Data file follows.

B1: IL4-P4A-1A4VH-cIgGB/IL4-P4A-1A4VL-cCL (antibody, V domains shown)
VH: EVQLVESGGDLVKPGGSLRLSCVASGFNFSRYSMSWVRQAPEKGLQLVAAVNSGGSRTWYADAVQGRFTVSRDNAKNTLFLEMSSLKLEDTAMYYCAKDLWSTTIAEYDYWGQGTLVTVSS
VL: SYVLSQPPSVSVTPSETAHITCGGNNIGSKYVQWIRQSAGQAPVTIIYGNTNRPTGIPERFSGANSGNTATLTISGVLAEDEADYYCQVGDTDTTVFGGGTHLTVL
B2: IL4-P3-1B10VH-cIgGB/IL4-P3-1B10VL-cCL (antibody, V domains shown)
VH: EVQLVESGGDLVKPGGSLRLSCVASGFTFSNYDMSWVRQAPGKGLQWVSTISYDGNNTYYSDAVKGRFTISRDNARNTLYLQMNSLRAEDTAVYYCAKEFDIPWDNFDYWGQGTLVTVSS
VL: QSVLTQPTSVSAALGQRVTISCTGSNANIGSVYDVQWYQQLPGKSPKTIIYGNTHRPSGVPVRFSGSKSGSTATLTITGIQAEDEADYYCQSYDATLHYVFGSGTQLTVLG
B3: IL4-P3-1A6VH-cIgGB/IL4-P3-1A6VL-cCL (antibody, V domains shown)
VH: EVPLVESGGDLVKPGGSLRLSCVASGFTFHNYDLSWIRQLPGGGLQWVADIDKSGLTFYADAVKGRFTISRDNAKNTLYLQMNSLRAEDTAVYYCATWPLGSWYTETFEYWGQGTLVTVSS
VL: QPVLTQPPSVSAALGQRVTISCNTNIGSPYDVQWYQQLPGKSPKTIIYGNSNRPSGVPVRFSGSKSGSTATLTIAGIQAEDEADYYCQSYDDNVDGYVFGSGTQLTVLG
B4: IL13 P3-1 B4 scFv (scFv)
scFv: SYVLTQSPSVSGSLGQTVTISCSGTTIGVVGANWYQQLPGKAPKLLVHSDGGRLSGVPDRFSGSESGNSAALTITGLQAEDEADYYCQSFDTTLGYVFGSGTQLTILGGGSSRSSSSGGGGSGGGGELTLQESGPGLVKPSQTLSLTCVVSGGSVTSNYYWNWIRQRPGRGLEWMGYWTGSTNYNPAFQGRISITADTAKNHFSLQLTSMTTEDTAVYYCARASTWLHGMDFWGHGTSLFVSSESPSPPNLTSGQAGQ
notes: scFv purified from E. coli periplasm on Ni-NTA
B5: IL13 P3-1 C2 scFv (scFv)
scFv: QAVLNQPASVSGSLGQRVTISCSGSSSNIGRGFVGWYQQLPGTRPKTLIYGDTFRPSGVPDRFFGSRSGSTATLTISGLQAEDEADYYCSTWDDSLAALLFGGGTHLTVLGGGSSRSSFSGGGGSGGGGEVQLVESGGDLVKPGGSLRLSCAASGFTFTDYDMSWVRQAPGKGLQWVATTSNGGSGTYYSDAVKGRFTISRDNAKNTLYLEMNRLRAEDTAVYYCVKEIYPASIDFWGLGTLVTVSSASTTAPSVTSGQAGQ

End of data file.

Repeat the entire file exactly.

B1: IL4-P4A-1A4VH-cIgGB/IL4-P4A-1A4VL-cCL (antibody, V domains shown)
VH: EVQLVESGGDLVKPGGSLRLSCVASGFNFSRYSMSWVRQAPEKGLQLVAAVNSGGSRTWYADAVQGRFTVSRDNAKNTLFLEMSSLKLEDTAMYYCAKDLWSTTIAEYDYWGQGTLVTVSS
VL: SYVLSQPPSVSVTPSETAHITCGGNNIGSKYVQWIRQSAGQAPVTIIYGNTNRPTGIPERFSGANSGNTATLTISGVLAEDEADYYCQVGDTDTTVFGGGTHLTVL
B2: IL4-P3-1B10VH-cIgGB/IL4-P3-1B10VL-cCL (antibody, V domains shown)
VH: EVQLVESGGDLVKPGGSLRLSCVASGFTFSNYDMSWVRQAPGKGLQWVSTISYDGNNTYYSDAVKGRFTISRDNARNTLYLQMNSLRAEDTAVYYCAKEFDIPWDNFDYWGQGTLVTVSS
VL: QSVLTQPTSVSAALGQRVTISCTGSNANIGSVYDVQWYQQLPGKSPKTIIYGNTHRPSGVPVRFSGSKSGSTATLTITGIQAEDEADYYCQSYDATLHYVFGSGTQLTVLG
B3: IL4-P3-1A6VH-cIgGB/IL4-P3-1A6VL-cCL (antibody, V domains shown)
VH: EVPLVESGGDLVKPGGSLRLSCVASGFTFHNYDLSWIRQLPGGGLQWVADIDKSGLTFYADAVKGRFTISRDNAKNTLYLQMNSLRAEDTAVYYCATWPLGSWYTETFEYWGQGTLVTVSS
VL: QPVLTQPPSVSAALGQRVTISCNTNIGSPYDVQWYQQLPGKSPKTIIYGNSNRPSGVPVRFSGSKSGSTATLTIAGIQAEDEADYYCQSYDDNVDGYVFGSGTQLTVLG
B4: IL13 P3-1 B4 scFv (scFv)
scFv: SYVLTQSPSVSGSLGQTVTISCSGTTIGVVGANWYQQLPGKAPKLLVHSDGGRLSGVPDRFSGSESGNSAALTITGLQAEDEADYYCQSFDTTLGYVFGSGTQLTILGGGSSRSSSSGGGGSGGGGELTLQESGPGLVKPSQTLSLTCVVSGGSVTSNYYWNWIRQRPGRGLEWMGYWTGSTNYNPAFQGRISITADTAKNHFSLQLTSMTTEDTAVYYCARASTWLHGMDFWGHGTSLFVSSESPSPPNLTSGQAGQ
notes: scFv purified from E. coli periplasm on Ni-NTA
B5: IL13 P3-1 C2 scFv (scFv)
scFv: QAVLNQPASVSGSLGQRVTISCSGSSSNIGRGFVGWYQQLPGTRPKTLIYGDTFRPSGVPDRFFGSRSGSTATLTISGLQAEDEADYYCSTWDDSLAALLFGGGTHLTVLGGGSSRSSFSGGGGSGGGGEVQLVESGGDLVKPGGSLRLSCAASGFTFTDYDMSWVRQAPGKGLQWVATTSNGGSGTYYSDAVKGRFTISRDNAKNTLYLEMNRLRAEDTAVYYCVKEIYPASIDFWGLGTLVTVSSASTTAPSVTSGQAGQ